As a new movie adaptation of Frank Herbert’s Dune is coming from director Denis Villeneuve, the time has come to lift the lid on an untold story, the 1990s adaptation that never was. We dish the dirt on the inside story!
Michael Mann, fresh from making Al Pacino and Robert Di Nero’s farewell Heat (not farewell to making movies, just farewell to making good movies) landed the directors job in a move that caused some consternation amongst studio execs, especially the ones who had seen The Keep.
In the end Mann didn’t contribute much to the Dune project, just spending a few months working on the colour scheme, “it was all green and blues” said an insider. “and an awful lot of colours of sand”.
Mann’s time on the project was curtailed when the studio wouldn’t let him end 80% of the dialogue with the words “slick” or “sport”. Shortly after the studio canned the entire project to fund Speed 2: Cruise Control. At that time Alien 3 was in living memory so everyone hated science fiction. It was still a couple of years before The Matrix made everyone love sci-fi again, then a few years later The Matrix Revolutions made everyone hate it again.
The only element of the Dune project finished was the masterful soundtrack by IX. In a bold and unusual move, Mann hired IX to provide the music, figuring the soundtrack would be so damn good he’s just make the movie around the soundtrack to fit. And how right he was, for IX’s soundtrack is a luscious, rich, evocative work, avoiding the cliches and pitfalls of the art. It shimmer and throbs at the right places and burst into rich, dramatic life at the right places. IX’s soundtrack would later be released under the title System VII and can be bought on bandamp here.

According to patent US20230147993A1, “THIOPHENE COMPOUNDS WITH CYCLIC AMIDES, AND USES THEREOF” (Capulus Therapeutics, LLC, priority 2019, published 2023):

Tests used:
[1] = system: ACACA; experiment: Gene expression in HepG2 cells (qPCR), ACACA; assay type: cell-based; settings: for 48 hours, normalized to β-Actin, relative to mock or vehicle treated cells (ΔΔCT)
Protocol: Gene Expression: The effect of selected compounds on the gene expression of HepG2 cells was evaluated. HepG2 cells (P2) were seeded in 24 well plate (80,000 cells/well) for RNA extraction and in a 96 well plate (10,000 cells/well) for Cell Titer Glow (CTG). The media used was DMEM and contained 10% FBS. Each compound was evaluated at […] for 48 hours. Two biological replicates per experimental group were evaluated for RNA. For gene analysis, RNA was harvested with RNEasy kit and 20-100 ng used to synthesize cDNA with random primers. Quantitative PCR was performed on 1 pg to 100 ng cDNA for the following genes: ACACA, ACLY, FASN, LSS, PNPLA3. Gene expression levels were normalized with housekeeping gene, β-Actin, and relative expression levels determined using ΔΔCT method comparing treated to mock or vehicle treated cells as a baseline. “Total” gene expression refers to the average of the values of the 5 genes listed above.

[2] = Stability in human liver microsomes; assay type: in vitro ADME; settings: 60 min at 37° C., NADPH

Michael Mann instead went on to make 1999’s The Insider, a movie so dull it might as well have starred Dustin Hoffman.
Among other works, IX was commissioned to provide the soundtrack for the PS1 game G-Police, in which gunships cruise around cityscapes, doing patrols and whatnot. His work so perfectly captured the sound of the cities depicted below their domes, and what sort of lives the people who lived there would lead, from the night clubs to the back alley drug deals, that the makers of the game realised the music was so good in fact, it would only draw attention to the how average their impossibly tricky bloody game was. So they replaced it with some generic stuff instead. IX’s soundtrack became 6EQUJ5 (reviewed here and available here). Over seven hours of G-Police longplay is available to watch here.
Considering that Villeneuve’s Dune movie adaptation is coming, it’s time to bring IX’s work to a new audience. And bearing in mind that the hired composer this time is Hans Zimmer; not always the king of subtlety, or dare we say, variety, it’s very tempting to say that System VII will be better than the one we end up with.
Or to be less controversial, IX’s work is easily on a par with Hollywood composers.